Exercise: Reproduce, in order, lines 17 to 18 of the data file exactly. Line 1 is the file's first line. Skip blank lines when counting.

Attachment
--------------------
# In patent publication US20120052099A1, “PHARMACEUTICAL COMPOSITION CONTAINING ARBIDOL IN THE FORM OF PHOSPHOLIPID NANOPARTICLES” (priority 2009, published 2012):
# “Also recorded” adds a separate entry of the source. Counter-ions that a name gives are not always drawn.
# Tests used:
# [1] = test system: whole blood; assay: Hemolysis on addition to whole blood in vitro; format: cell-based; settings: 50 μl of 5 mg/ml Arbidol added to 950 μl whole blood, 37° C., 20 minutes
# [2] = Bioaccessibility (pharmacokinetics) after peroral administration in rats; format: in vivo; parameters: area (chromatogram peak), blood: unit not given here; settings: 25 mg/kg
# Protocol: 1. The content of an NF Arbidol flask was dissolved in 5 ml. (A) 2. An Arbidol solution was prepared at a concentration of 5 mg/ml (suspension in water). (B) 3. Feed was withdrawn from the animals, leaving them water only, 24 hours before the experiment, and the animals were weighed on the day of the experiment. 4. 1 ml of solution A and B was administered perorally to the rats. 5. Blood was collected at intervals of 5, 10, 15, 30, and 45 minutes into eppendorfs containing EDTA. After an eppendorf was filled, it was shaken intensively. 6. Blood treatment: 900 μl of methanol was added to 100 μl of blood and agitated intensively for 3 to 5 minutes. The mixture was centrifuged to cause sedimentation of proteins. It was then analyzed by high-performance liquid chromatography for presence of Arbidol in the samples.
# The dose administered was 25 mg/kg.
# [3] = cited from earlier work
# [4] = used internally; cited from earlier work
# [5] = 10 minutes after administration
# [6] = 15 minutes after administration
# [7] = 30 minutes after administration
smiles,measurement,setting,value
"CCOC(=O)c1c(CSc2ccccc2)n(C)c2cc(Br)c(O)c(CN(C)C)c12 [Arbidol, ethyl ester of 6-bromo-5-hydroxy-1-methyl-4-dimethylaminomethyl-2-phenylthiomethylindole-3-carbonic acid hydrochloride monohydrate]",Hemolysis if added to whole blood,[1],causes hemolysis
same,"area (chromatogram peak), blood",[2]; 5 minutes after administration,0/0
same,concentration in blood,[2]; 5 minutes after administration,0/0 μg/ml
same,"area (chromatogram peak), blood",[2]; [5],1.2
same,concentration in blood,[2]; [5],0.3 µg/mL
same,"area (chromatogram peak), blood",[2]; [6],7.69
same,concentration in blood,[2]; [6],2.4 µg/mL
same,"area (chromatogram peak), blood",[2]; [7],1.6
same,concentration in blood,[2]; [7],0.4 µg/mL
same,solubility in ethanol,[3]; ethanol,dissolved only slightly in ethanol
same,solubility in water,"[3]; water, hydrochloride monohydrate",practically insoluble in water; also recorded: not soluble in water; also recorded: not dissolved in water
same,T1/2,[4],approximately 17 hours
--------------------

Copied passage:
same,"area (chromatogram peak), blood",[2]; [5],1.2
same,concentration in blood,[2]; [5],0.3 µg/mL